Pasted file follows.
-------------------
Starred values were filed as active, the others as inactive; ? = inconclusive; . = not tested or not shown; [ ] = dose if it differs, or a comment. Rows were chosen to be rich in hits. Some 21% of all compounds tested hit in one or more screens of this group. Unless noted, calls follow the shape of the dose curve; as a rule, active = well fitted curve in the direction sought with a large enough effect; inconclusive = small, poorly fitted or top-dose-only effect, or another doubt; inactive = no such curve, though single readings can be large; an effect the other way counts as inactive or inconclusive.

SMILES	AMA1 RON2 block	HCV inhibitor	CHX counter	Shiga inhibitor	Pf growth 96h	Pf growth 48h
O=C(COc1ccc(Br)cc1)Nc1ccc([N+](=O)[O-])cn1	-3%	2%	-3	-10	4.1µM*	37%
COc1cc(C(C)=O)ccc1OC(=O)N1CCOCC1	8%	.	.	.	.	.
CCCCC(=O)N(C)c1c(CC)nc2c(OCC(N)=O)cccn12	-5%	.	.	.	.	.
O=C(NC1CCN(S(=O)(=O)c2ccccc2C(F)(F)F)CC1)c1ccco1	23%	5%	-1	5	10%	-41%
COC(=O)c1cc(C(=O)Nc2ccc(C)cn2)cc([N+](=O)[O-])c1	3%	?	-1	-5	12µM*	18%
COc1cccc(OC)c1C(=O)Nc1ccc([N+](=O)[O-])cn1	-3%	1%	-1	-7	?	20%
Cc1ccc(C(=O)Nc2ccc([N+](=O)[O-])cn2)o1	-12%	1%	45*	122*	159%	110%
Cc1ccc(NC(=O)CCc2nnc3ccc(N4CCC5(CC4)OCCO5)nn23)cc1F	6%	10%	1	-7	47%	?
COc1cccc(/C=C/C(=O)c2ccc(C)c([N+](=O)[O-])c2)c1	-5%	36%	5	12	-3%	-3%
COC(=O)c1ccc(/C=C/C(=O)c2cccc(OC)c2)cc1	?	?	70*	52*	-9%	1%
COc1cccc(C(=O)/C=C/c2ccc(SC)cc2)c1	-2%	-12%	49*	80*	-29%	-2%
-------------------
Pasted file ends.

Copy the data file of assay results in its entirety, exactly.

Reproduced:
Starred values were filed as active, the others as inactive; ? = inconclusive; . = not tested or not shown; [ ] = dose if it differs, or a comment. Rows were chosen to be rich in hits. Some 21% of all compounds tested hit in one or more screens of this group. Unless noted, calls follow the shape of the dose curve; as a rule, active = well fitted curve in the direction sought with a large enough effect; inconclusive = small, poorly fitted or top-dose-only effect, or another doubt; inactive = no such curve, though single readings can be large; an effect the other way counts as inactive or inconclusive.

SMILES	AMA1 RON2 block	HCV inhibitor	CHX counter	Shiga inhibitor	Pf growth 96h	Pf growth 48h
O=C(COc1ccc(Br)cc1)Nc1ccc([N+](=O)[O-])cn1	-3%	2%	-3	-10	4.1µM*	37%
COc1cc(C(C)=O)ccc1OC(=O)N1CCOCC1	8%	.	.	.	.	.
CCCCC(=O)N(C)c1c(CC)nc2c(OCC(N)=O)cccn12	-5%	.	.	.	.	.
O=C(NC1CCN(S(=O)(=O)c2ccccc2C(F)(F)F)CC1)c1ccco1	23%	5%	-1	5	10%	-41%
COC(=O)c1cc(C(=O)Nc2ccc(C)cn2)cc([N+](=O)[O-])c1	3%	?	-1	-5	12µM*	18%
COc1cccc(OC)c1C(=O)Nc1ccc([N+](=O)[O-])cn1	-3%	1%	-1	-7	?	20%
Cc1ccc(C(=O)Nc2ccc([N+](=O)[O-])cn2)o1	-12%	1%	45*	122*	159%	110%
Cc1ccc(NC(=O)CCc2nnc3ccc(N4CCC5(CC4)OCCO5)nn23)cc1F	6%	10%	1	-7	47%	?
COc1cccc(/C=C/C(=O)c2ccc(C)c([N+](=O)[O-])c2)c1	-5%	36%	5	12	-3%	-3%
COC(=O)c1ccc(/C=C/C(=O)c2cccc(OC)c2)cc1	?	?	70*	52*	-9%	1%
COc1cccc(C(=O)/C=C/c2ccc(SC)cc2)c1	-2%	-12%	49*	80*	-29%	-2%